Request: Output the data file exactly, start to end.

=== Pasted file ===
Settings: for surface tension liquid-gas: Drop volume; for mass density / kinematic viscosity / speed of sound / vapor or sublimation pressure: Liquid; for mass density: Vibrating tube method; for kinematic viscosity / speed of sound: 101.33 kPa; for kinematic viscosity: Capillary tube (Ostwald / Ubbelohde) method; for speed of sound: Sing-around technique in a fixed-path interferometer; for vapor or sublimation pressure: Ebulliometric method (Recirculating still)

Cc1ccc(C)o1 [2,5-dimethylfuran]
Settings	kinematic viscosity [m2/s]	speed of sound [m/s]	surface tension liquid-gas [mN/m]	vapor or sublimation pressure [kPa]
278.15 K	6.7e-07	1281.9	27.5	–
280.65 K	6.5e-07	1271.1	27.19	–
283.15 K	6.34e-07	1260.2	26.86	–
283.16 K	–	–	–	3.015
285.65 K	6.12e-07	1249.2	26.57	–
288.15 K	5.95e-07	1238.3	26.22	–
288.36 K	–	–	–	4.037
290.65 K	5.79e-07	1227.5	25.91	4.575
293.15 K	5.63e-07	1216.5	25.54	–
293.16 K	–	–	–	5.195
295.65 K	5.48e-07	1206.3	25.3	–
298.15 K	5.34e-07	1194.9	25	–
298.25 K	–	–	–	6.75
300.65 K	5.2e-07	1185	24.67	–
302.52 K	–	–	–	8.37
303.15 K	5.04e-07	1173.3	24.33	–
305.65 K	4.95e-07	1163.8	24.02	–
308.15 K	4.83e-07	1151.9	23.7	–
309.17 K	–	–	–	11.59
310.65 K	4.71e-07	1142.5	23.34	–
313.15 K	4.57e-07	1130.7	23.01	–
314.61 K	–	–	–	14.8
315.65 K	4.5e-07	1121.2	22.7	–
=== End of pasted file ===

Settings: for surface tension liquid-gas: Drop volume; for mass density / kinematic viscosity / speed of sound / vapor or sublimation pressure: Liquid; for mass density: Vibrating tube method; for kinematic viscosity / speed of sound: 101.33 kPa; for kinematic viscosity: Capillary tube (Ostwald / Ubbelohde) method; for speed of sound: Sing-around technique in a fixed-path interferometer; for vapor or sublimation pressure: Ebulliometric method (Recirculating still)

Cc1ccc(C)o1 [2,5-dimethylfuran]
Settings	kinematic viscosity [m2/s]	speed of sound [m/s]	surface tension liquid-gas [mN/m]	vapor or sublimation pressure [kPa]
278.15 K	6.7e-07	1281.9	27.5	–
280.65 K	6.5e-07	1271.1	27.19	–
283.15 K	6.34e-07	1260.2	26.86	–
283.16 K	–	–	–	3.015
285.65 K	6.12e-07	1249.2	26.57	–
288.15 K	5.95e-07	1238.3	26.22	–
288.36 K	–	–	–	4.037
290.65 K	5.79e-07	1227.5	25.91	4.575
293.15 K	5.63e-07	1216.5	25.54	–
293.16 K	–	–	–	5.195
295.65 K	5.48e-07	1206.3	25.3	–
298.15 K	5.34e-07	1194.9	25	–
298.25 K	–	–	–	6.75
300.65 K	5.2e-07	1185	24.67	–
302.52 K	–	–	–	8.37
303.15 K	5.04e-07	1173.3	24.33	–
305.65 K	4.95e-07	1163.8	24.02	–
308.15 K	4.83e-07	1151.9	23.7	–
309.17 K	–	–	–	11.59
310.65 K	4.71e-07	1142.5	23.34	–
313.15 K	4.57e-07	1130.7	23.01	–
314.61 K	–	–	–	14.8
315.65 K	4.5e-07	1121.2	22.7	–